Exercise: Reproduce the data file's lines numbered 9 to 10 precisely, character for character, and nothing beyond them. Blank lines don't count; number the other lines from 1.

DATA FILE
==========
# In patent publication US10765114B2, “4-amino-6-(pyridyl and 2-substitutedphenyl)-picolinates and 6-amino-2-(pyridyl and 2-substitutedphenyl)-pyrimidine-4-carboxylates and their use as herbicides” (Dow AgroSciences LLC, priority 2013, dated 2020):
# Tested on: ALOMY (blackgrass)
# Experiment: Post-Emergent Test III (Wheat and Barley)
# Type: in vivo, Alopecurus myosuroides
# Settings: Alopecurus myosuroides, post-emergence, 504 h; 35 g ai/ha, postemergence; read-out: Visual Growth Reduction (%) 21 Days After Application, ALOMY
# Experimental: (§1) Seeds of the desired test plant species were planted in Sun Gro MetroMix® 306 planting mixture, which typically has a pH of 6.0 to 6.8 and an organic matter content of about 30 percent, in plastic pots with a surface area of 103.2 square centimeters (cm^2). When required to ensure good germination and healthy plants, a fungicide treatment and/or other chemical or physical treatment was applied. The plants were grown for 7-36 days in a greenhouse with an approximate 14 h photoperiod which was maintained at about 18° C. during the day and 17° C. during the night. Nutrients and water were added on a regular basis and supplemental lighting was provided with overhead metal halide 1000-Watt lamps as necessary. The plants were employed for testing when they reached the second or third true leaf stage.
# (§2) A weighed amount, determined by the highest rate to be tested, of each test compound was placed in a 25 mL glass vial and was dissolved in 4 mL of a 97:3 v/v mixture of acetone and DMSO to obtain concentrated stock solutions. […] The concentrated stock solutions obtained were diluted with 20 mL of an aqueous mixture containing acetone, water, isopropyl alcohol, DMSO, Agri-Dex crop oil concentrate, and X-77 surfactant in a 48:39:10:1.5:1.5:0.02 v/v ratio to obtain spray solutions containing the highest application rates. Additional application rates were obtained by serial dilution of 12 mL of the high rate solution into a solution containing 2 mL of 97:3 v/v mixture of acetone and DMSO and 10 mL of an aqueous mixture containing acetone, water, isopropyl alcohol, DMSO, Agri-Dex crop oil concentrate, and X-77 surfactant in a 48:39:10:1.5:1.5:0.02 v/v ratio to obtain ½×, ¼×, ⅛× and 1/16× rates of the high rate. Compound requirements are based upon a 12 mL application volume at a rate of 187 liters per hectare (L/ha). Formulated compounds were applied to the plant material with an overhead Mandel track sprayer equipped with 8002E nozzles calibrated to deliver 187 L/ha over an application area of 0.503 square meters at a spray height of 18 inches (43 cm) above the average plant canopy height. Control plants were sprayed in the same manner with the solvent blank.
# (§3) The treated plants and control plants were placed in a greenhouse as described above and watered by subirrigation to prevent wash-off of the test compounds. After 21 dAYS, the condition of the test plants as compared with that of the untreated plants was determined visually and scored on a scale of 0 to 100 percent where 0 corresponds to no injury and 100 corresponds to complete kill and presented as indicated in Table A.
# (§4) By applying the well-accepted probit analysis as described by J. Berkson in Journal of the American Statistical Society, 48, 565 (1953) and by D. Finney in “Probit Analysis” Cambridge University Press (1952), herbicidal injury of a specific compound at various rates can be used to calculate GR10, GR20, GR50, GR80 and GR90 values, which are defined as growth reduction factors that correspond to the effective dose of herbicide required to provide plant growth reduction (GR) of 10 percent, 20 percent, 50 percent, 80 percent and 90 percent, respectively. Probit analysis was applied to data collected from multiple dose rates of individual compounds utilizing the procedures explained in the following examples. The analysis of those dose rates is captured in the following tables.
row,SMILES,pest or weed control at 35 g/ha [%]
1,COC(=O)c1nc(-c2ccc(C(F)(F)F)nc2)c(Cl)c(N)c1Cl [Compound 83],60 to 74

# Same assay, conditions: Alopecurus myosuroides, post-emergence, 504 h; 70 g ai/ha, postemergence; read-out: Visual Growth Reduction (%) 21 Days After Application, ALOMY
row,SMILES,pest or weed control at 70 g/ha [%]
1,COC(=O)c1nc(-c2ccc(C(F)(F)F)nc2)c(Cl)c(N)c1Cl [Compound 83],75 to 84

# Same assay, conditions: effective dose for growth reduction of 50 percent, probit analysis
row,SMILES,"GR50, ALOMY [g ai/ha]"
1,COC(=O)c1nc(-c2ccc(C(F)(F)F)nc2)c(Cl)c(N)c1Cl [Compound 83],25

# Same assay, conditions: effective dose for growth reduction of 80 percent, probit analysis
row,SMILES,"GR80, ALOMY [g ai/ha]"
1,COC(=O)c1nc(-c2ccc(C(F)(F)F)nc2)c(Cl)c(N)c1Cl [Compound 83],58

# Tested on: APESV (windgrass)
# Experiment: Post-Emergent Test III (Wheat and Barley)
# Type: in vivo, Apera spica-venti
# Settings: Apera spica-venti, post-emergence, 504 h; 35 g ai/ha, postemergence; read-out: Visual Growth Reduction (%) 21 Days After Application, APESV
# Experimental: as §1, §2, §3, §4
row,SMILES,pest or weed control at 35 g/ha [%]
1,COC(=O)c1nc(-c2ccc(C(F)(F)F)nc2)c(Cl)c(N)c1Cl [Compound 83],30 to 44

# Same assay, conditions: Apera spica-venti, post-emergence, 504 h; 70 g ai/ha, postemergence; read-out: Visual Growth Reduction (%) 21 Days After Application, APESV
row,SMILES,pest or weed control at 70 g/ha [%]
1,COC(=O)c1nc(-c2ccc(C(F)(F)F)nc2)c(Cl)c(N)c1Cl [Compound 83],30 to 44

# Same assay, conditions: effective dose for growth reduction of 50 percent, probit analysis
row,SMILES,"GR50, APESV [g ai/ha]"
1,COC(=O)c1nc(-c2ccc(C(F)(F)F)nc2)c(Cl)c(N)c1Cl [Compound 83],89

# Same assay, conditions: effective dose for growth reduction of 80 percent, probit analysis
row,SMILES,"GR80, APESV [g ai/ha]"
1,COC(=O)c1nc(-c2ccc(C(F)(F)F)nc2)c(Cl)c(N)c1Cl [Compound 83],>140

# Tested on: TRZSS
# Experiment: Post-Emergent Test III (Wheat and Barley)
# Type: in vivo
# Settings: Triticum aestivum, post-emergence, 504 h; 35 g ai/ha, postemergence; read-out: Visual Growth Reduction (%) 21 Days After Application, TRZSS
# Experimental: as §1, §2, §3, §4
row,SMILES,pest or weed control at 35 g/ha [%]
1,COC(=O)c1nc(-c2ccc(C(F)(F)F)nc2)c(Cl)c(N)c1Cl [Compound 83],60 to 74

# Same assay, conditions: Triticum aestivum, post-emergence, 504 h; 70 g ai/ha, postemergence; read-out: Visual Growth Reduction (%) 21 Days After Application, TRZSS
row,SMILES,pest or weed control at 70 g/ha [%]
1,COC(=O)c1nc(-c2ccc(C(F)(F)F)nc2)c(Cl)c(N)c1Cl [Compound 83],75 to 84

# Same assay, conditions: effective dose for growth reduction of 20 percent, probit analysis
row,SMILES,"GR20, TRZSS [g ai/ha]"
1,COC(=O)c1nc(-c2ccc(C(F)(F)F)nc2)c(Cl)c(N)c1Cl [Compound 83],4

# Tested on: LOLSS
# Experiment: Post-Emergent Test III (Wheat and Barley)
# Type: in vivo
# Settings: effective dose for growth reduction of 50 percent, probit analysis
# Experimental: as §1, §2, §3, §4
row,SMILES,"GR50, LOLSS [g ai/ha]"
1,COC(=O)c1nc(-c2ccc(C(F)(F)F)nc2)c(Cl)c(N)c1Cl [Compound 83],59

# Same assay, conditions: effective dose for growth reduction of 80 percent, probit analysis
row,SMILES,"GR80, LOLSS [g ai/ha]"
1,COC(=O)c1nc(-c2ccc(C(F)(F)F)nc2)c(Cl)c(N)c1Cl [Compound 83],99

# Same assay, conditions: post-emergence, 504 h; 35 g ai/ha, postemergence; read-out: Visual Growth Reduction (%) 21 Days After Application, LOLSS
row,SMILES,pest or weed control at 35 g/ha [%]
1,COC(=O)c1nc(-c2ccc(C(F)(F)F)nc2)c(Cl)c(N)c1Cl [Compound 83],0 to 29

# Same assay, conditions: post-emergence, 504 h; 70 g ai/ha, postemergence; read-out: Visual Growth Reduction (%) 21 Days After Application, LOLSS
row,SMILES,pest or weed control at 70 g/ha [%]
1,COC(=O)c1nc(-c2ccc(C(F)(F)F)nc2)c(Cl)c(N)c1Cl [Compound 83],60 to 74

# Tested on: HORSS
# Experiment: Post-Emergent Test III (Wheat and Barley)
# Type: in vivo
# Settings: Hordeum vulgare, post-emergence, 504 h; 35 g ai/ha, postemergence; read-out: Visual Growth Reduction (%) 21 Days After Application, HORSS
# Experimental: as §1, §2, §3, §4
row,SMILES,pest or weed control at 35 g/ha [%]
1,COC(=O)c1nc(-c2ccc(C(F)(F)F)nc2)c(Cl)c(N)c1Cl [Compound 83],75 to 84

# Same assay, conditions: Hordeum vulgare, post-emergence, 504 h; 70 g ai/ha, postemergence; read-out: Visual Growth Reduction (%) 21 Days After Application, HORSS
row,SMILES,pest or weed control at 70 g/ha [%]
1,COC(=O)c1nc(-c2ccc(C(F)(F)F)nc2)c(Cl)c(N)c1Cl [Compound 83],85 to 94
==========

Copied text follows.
# (§4) By applying the well-accepted probit analysis as described by J. Berkson in Journal of the American Statistical Society, 48, 565 (1953) and by D. Finney in “Probit Analysis” Cambridge University Press (1952), herbicidal injury of a specific compound at various rates can be used to calculate GR10, GR20, GR50, GR80 and GR90 values, which are defined as growth reduction factors that correspond to the effective dose of herbicide required to provide plant growth reduction (GR) of 10 percent, 20 percent, 50 percent, 80 percent and 90 percent, respectively. Probit analysis was applied to data collected from multiple dose rates of individual compounds utilizing the procedures explained in the following examples. The analysis of those dose rates is captured in the following tables.
row,SMILES,pest or weed control at 35 g/ha [%]